Part two details the SMOS Action Plan as two foundational pillars and five action pillars. One of the foundational pillars provides critical feedback and key information from the perspective of those with lived experience of opioid use. The other foundational pillar provides important information and direction on data and evaluation to inform the SMOS approach. Following the foundational pillars, the five action pillars are presented along with their associated work plans. For each action pillar prevention, treatment/clinical practice, harm reduction, enforcement and emergency management the goals are detailed, as well as short-term (2018) and long-term (2019-2020) activities that will be achieved through SMOS.
The third and final part provides an overview of next steps and future directions. This section outlines how SMOS will move forward over the next three years to deliver on the SMOS Action Plan.
Message from the Co-Chairs
Dr. Lisa Simon & Dr. Rebecca Van Iersel Co-Chairs, Simcoe Muskoka Opioid Strategy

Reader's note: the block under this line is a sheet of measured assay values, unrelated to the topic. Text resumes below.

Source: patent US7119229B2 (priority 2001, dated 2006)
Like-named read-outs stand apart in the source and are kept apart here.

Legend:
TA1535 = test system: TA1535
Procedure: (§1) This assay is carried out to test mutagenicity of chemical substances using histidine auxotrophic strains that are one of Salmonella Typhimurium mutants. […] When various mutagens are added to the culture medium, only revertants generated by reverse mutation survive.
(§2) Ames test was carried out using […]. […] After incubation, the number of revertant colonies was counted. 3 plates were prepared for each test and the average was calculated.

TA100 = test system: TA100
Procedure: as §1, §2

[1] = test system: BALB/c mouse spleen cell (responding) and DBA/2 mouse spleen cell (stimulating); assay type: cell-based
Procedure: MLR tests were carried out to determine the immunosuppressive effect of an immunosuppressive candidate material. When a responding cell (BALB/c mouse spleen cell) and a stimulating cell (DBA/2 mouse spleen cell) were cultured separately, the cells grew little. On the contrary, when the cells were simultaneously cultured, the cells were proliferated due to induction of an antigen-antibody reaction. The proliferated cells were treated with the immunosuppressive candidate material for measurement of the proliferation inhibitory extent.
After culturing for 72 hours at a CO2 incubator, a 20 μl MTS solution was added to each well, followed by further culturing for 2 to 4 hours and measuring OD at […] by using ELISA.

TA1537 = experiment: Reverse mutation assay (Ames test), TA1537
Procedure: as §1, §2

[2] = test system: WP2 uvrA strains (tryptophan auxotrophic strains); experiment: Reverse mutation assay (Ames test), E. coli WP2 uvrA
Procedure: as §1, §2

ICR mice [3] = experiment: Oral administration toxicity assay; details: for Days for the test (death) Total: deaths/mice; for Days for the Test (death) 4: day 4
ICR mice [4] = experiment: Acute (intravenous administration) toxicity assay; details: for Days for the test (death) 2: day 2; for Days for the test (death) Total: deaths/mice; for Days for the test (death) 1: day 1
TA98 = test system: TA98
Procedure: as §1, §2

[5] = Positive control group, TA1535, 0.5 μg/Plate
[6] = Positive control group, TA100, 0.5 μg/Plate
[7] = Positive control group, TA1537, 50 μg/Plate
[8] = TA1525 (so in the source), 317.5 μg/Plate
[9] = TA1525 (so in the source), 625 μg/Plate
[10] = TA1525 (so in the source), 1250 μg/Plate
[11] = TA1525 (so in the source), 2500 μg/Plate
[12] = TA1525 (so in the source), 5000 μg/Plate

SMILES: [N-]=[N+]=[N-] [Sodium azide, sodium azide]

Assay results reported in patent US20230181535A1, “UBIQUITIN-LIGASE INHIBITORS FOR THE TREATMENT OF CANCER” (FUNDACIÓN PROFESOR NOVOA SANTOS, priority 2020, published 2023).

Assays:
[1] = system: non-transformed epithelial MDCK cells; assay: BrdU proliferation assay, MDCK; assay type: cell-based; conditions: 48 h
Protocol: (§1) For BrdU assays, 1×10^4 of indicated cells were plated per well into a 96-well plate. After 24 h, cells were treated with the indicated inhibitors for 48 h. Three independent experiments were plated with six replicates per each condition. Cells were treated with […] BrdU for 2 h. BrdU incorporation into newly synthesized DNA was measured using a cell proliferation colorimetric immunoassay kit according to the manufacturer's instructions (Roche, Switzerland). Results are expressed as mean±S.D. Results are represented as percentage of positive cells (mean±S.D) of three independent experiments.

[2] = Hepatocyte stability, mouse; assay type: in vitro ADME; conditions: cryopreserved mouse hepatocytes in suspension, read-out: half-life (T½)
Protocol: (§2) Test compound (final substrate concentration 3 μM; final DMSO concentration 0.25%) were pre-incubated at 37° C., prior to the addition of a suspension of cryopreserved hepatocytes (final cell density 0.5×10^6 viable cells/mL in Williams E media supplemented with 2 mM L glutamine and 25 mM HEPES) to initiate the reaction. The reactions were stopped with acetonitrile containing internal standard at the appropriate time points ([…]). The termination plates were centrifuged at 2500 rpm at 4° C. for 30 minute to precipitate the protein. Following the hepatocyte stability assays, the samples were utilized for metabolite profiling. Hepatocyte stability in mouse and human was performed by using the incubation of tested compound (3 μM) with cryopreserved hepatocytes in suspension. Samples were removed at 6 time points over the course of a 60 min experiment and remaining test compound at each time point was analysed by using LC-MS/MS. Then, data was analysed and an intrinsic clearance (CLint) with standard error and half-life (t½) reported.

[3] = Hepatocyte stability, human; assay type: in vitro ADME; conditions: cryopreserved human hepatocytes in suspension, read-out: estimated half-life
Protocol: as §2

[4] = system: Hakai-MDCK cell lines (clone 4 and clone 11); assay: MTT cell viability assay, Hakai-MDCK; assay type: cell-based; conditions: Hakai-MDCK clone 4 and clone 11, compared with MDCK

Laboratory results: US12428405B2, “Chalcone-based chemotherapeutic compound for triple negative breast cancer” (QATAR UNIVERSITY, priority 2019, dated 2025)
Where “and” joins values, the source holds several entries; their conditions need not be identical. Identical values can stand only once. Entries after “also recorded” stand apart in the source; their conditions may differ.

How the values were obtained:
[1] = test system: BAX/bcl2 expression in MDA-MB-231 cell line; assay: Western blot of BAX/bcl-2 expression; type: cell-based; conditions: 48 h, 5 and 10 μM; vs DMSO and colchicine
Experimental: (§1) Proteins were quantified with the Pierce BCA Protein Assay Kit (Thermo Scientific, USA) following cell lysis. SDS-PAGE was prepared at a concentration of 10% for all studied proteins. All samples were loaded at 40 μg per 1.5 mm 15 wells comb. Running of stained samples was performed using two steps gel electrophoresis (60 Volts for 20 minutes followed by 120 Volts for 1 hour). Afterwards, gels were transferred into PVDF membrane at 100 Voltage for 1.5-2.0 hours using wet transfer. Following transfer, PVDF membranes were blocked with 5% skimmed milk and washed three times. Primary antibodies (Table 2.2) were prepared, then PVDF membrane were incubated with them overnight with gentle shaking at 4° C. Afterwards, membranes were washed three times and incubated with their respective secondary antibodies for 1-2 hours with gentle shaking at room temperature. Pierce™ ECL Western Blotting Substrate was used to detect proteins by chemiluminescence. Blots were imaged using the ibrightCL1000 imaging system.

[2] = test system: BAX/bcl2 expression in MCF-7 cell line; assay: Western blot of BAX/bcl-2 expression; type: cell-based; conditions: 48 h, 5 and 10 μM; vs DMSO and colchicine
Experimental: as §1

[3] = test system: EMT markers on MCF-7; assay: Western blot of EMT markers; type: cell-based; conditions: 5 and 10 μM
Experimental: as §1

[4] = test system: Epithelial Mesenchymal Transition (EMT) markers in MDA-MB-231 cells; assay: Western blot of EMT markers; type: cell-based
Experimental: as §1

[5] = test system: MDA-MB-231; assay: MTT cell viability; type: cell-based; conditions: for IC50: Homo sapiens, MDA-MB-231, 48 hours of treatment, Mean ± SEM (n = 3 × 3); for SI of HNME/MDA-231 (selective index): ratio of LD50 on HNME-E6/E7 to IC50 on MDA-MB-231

In the spring of 2017, a wide range of interested delegates including North Simcoe Muskoka Local Health Integration Network, public health, Indigenous communities, social services, upper tier municipalities, educational institutions, corrections services, fire services, paramedic services and enforcement services came together with a common goal: to work collaboratively and comprehensively to address the opioid crisis in Simcoe and Muskoka. Recognizing the pressing nature of this issue and that we could do far more together than separately, the organizations committed to this collaborative effort towards an opioid strategy.
Now, one year on, we are pleased to share this report with our communities and partners. It is intended to provide a common understanding of the background and need for this work, as well as to outline the comprehensive action plans that have emerged from it. Much of that work is already well underway, and the remainder will be implemented in the coming years.